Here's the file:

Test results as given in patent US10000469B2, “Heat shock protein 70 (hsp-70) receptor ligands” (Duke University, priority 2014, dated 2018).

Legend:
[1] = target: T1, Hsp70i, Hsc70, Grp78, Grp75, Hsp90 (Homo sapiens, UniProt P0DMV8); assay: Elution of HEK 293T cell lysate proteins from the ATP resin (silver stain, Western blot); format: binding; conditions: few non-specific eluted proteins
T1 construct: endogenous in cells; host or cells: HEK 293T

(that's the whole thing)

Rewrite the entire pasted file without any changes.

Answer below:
Test results as given in patent US10000469B2, “Heat shock protein 70 (hsp-70) receptor ligands” (Duke University, priority 2014, dated 2018).

Legend:
[1] = target: T1, Hsp70i, Hsc70, Grp78, Grp75, Hsp90 (Homo sapiens, UniProt P0DMV8); assay: Elution of HEK 293T cell lysate proteins from the ATP resin (silver stain, Western blot); format: binding; conditions: few non-specific eluted proteins
T1 construct: endogenous in cells; host or cells: HEK 293T